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Michael Kukat
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We have only one cloud here above the Roßberg at the moment...


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After the rain

Taken some minutes ago. It wasn't much rain but we have wonderful rainbows recently :)

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Moonrise, yesterday evening in Gomaringen, South Germany.
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The Teisco S-100P

Also sold under the Kawai brand as 100P.

A friend recently bought this thing and asked me to check it to make sure everything is okay. I smiled when i heard the price for this 1-VCO presets-only synth, but okay, the current prices for vintage analog synths simply are crazy.

But okay, on the other side, he isn't someone tweaking sounds, he just needs good sounding instruments to make music with. And during the final check i was seriously impressed about this little toy. It sounds so beautiful, likely owed to the VCF, which looks "a bit" familiar. Together with portamento, glissando and aftertouch (yep, aftertouch. 1979!), it's real fun to play on this little synth. By the way - the ARP patent mentioned on the bottom is for exactly this aftertouch feature.

I didn't have much work with this, it's in a great cosmetic shape, i just cleaned it a bit, bent some sliders and switches back to their original shape, cleaned the potentiometers, sliders and switches in the control panel on the left and did some fine adjustments among the keyboard control because the glissando kept switching between 2 steps at the end for some notes. Looks like someone replaced a 741 in it and didn't adjust the offset afterwards. It's in perfect tune again now and the rest of the settings stays untouched, it sounds great as it is.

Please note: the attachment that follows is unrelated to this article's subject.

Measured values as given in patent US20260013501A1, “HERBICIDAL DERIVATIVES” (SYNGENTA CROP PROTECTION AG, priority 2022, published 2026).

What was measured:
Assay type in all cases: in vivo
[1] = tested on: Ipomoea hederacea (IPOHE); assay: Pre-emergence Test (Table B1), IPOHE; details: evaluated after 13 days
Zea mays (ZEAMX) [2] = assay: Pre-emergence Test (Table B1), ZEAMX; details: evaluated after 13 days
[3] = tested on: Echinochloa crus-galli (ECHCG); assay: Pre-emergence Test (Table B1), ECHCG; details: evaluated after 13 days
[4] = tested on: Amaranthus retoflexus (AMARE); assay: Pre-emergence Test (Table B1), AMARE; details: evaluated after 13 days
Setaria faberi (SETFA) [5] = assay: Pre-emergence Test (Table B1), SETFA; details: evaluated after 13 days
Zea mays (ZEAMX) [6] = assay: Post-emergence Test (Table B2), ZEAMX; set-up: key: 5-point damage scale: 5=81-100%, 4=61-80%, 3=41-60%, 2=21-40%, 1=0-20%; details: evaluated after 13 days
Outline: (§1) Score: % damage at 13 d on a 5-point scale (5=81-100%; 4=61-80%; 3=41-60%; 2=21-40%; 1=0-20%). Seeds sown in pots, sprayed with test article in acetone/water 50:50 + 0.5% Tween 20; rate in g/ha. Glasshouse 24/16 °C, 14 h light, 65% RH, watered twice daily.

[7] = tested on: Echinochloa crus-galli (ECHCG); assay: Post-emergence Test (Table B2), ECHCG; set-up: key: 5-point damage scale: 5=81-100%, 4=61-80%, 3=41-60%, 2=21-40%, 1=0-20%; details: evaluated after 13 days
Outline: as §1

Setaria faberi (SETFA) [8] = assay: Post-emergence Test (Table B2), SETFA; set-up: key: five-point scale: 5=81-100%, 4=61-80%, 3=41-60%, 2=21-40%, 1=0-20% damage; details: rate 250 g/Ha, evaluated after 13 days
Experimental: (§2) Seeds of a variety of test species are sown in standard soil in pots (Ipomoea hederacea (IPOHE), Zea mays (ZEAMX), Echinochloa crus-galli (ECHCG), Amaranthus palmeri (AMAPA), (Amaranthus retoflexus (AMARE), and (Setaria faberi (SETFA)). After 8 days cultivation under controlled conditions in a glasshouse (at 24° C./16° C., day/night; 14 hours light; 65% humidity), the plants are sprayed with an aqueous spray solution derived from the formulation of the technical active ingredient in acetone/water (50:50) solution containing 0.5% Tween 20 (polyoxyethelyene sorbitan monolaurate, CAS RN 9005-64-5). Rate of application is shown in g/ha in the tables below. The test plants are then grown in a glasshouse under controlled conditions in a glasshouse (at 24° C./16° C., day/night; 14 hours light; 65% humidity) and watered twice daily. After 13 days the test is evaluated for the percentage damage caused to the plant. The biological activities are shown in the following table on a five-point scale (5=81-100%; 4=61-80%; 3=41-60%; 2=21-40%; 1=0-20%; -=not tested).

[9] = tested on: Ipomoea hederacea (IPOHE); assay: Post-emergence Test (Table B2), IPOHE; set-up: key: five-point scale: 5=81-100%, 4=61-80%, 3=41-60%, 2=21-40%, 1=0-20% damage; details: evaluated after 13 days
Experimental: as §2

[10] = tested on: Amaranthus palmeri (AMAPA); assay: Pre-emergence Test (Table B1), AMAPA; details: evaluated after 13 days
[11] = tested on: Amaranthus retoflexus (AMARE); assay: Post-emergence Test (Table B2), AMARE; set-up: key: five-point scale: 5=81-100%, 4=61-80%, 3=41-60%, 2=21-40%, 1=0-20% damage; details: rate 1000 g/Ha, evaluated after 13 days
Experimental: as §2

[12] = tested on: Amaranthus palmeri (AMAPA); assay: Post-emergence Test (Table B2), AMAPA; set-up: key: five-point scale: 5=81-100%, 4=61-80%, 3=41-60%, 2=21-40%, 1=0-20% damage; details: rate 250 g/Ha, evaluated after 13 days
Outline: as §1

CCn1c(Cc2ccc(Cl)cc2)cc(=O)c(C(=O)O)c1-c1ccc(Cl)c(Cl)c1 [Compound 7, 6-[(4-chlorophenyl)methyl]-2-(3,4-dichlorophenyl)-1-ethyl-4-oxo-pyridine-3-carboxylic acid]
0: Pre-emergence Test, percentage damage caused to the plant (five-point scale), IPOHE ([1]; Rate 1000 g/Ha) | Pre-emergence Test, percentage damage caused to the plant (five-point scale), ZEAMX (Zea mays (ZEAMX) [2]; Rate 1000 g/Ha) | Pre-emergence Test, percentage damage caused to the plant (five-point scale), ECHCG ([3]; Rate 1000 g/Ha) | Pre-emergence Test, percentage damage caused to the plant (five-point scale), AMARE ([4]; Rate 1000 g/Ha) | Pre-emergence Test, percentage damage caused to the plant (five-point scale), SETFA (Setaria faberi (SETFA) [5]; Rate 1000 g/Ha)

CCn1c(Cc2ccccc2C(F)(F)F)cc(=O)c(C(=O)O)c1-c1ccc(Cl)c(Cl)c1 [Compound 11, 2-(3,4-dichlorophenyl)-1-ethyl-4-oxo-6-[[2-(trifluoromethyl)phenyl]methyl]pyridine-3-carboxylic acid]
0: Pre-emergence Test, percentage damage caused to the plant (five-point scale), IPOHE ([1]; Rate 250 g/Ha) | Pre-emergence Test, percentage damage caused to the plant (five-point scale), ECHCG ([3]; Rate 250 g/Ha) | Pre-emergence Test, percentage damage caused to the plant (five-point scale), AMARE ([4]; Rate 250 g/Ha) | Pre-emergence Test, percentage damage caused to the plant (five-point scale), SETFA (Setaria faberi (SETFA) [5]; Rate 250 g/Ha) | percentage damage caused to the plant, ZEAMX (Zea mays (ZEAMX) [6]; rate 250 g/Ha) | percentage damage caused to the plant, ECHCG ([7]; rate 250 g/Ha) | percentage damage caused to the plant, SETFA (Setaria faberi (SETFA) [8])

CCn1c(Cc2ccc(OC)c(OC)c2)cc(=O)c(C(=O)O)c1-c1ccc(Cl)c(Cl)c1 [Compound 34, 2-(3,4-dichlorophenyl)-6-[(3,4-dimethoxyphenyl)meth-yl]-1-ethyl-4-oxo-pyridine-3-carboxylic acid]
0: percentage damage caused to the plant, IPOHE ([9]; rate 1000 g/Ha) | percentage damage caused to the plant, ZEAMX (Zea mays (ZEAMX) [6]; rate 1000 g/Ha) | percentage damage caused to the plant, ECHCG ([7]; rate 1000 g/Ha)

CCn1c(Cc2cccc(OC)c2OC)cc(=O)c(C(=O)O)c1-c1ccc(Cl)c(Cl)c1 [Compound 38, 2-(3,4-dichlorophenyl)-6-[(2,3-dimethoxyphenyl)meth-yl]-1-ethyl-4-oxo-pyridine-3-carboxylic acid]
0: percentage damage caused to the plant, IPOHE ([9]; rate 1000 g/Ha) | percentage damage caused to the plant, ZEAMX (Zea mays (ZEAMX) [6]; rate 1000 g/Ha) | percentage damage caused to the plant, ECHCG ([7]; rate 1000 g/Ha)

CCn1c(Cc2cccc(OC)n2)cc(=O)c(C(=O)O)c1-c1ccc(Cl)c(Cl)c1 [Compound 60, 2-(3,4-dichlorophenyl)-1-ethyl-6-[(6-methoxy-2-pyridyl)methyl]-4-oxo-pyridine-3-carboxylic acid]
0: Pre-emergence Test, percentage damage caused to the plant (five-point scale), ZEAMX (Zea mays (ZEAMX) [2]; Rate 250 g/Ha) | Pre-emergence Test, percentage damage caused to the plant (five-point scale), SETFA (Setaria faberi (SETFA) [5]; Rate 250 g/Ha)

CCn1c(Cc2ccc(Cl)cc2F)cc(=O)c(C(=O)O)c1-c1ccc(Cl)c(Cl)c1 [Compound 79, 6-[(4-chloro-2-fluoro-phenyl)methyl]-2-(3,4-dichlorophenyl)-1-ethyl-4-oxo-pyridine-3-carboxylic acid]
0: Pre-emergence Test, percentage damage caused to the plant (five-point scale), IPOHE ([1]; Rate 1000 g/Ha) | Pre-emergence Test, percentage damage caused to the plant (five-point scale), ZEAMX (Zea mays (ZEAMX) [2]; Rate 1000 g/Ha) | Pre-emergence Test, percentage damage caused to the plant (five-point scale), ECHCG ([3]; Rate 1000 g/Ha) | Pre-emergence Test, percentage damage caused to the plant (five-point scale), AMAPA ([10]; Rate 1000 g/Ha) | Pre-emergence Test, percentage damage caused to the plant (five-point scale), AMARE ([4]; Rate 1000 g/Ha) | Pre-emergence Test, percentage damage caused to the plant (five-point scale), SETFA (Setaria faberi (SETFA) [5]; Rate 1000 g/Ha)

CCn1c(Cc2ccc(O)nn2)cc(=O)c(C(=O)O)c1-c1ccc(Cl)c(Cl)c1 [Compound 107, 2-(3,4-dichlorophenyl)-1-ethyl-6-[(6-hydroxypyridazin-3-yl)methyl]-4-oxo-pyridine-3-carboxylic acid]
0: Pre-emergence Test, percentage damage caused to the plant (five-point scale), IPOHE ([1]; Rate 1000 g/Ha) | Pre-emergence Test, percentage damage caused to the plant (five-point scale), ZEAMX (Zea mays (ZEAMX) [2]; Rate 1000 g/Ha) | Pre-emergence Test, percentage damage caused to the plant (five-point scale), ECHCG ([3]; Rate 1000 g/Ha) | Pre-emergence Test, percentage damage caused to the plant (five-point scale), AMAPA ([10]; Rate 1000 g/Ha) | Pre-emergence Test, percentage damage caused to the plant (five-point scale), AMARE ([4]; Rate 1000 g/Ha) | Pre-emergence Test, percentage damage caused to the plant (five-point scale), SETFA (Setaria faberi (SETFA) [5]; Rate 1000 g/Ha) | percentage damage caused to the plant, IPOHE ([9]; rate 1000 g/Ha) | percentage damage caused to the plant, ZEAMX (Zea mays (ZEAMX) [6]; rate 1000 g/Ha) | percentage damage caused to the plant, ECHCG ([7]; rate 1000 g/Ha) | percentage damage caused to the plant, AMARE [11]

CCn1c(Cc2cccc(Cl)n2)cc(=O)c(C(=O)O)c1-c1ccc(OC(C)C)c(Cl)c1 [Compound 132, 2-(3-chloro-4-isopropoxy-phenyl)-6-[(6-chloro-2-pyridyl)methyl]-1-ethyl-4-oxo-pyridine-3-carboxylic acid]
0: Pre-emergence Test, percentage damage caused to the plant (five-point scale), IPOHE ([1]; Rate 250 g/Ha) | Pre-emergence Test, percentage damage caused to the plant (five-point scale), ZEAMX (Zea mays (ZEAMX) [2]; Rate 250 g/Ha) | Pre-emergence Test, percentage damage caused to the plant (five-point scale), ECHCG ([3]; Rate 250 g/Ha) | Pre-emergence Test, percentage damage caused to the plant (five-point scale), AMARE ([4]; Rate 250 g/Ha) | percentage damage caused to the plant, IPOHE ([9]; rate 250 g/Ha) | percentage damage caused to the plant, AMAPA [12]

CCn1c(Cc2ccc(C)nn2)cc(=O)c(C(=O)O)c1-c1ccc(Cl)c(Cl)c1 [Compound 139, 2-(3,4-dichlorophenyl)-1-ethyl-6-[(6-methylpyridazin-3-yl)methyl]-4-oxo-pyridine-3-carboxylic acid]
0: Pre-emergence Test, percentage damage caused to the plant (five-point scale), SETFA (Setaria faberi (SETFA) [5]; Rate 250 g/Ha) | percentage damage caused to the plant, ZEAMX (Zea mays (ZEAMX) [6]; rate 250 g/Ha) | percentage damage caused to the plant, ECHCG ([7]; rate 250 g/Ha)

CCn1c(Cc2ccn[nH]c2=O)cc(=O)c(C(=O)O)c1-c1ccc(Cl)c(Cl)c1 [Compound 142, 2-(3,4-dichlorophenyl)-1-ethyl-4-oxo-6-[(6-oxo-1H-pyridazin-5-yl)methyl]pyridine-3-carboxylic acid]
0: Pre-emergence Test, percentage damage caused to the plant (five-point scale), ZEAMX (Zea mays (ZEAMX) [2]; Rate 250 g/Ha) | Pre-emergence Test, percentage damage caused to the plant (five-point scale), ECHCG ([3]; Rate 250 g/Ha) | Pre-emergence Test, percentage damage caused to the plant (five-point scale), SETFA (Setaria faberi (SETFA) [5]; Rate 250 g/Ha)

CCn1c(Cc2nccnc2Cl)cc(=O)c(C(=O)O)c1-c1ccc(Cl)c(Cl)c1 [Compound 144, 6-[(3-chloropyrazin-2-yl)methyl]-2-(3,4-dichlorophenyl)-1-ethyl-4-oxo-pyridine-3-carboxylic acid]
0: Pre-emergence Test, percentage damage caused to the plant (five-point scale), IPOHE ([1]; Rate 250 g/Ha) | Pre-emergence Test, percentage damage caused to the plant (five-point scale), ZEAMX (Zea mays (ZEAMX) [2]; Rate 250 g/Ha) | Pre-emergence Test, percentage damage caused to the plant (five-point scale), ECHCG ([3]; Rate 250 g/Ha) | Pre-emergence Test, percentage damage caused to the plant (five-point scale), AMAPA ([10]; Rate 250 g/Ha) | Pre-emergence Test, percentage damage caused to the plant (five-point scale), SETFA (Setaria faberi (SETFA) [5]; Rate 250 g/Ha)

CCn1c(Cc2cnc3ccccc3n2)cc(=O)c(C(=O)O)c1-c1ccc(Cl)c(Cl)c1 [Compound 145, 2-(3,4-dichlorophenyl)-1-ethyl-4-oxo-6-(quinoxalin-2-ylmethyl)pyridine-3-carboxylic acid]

No leaking capacitors, even the ones in the PSU are still okay, works like on the first day - after more than 35 years. Another proof that electronics started to become crap in the 1980s. The amount of problems with stuff from the 1960s and 1970s is very low compared to the mid 1980s until the end of the century. Not even talking about 21st century crap.

The interesting thing on this is the presets PCB. That's a large array of diodes and resistors, technically spitting out 15 digital control signals and 12 control voltages. If i ever own such a synth, it won't take long to add MIDI in exactly this place. The nice sound of this synth, combined with full editing capability via MIDI, that would be really nice.
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Korg DW-8000 "Version E" maintenance

This is the second time i have this special variant of the Korg DW-8000 on the desk. It's quite rare and even when the sheet of paper that came with it states that it's done by Korg Vertrieb Marburg, it's not a modification invented by Korg.

From the user's perspective, this modification adds an ultra-ugly button (named "Enter" for no obvious reason) and a LED to the front panel. There also is an input at the rear to feed external signals into the DW-8000's digital delay.